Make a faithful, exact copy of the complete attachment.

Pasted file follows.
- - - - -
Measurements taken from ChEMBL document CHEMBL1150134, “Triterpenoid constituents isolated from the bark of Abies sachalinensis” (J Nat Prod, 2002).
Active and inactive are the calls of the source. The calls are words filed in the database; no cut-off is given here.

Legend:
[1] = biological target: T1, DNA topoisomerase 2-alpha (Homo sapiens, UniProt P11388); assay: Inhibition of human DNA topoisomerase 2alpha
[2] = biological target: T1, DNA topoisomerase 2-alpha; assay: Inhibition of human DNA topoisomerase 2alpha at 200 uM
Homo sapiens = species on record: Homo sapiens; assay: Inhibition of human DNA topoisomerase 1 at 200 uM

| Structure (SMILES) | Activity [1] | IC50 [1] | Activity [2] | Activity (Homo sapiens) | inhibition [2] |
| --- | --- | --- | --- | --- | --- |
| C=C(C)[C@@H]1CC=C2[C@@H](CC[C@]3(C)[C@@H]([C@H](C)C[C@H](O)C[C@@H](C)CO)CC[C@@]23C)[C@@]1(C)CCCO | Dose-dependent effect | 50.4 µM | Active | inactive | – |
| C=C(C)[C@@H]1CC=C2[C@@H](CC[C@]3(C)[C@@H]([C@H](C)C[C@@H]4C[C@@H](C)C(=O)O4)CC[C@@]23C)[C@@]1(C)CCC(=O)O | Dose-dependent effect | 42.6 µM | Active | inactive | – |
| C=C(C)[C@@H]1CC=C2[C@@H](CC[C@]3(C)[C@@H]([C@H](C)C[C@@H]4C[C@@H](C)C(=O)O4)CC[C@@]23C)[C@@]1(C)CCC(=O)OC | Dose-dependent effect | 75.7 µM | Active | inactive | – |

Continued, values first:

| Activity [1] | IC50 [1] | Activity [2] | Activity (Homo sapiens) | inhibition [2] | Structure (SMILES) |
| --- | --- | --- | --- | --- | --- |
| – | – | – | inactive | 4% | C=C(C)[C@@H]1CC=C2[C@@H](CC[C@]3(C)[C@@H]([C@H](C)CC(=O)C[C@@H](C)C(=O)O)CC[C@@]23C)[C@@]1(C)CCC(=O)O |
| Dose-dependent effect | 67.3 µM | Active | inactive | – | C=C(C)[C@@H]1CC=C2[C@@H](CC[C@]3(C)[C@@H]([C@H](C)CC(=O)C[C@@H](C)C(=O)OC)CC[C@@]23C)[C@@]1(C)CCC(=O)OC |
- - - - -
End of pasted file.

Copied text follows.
Measurements taken from ChEMBL document CHEMBL1150134, “Triterpenoid constituents isolated from the bark of Abies sachalinensis” (J Nat Prod, 2002).
Active and inactive are the calls of the source. The calls are words filed in the database; no cut-off is given here.

Legend:
[1] = biological target: T1, DNA topoisomerase 2-alpha (Homo sapiens, UniProt P11388); assay: Inhibition of human DNA topoisomerase 2alpha
[2] = biological target: T1, DNA topoisomerase 2-alpha; assay: Inhibition of human DNA topoisomerase 2alpha at 200 uM
Homo sapiens = species on record: Homo sapiens; assay: Inhibition of human DNA topoisomerase 1 at 200 uM

| Structure (SMILES) | Activity [1] | IC50 [1] | Activity [2] | Activity (Homo sapiens) | inhibition [2] |
| --- | --- | --- | --- | --- | --- |
| C=C(C)[C@@H]1CC=C2[C@@H](CC[C@]3(C)[C@@H]([C@H](C)C[C@H](O)C[C@@H](C)CO)CC[C@@]23C)[C@@]1(C)CCCO | Dose-dependent effect | 50.4 µM | Active | inactive | – |
| C=C(C)[C@@H]1CC=C2[C@@H](CC[C@]3(C)[C@@H]([C@H](C)C[C@@H]4C[C@@H](C)C(=O)O4)CC[C@@]23C)[C@@]1(C)CCC(=O)O | Dose-dependent effect | 42.6 µM | Active | inactive | – |
| C=C(C)[C@@H]1CC=C2[C@@H](CC[C@]3(C)[C@@H]([C@H](C)C[C@@H]4C[C@@H](C)C(=O)O4)CC[C@@]23C)[C@@]1(C)CCC(=O)OC | Dose-dependent effect | 75.7 µM | Active | inactive | – |

Continued, values first:

| Activity [1] | IC50 [1] | Activity [2] | Activity (Homo sapiens) | inhibition [2] | Structure (SMILES) |
| --- | --- | --- | --- | --- | --- |
| – | – | – | inactive | 4% | C=C(C)[C@@H]1CC=C2[C@@H](CC[C@]3(C)[C@@H]([C@H](C)CC(=O)C[C@@H](C)C(=O)O)CC[C@@]23C)[C@@]1(C)CCC(=O)O |
| Dose-dependent effect | 67.3 µM | Active | inactive | – | C=C(C)[C@@H]1CC=C2[C@@H](CC[C@]3(C)[C@@H]([C@H](C)CC(=O)C[C@@H](C)C(=O)OC)CC[C@@]23C)[C@@]1(C)CCC(=O)OC |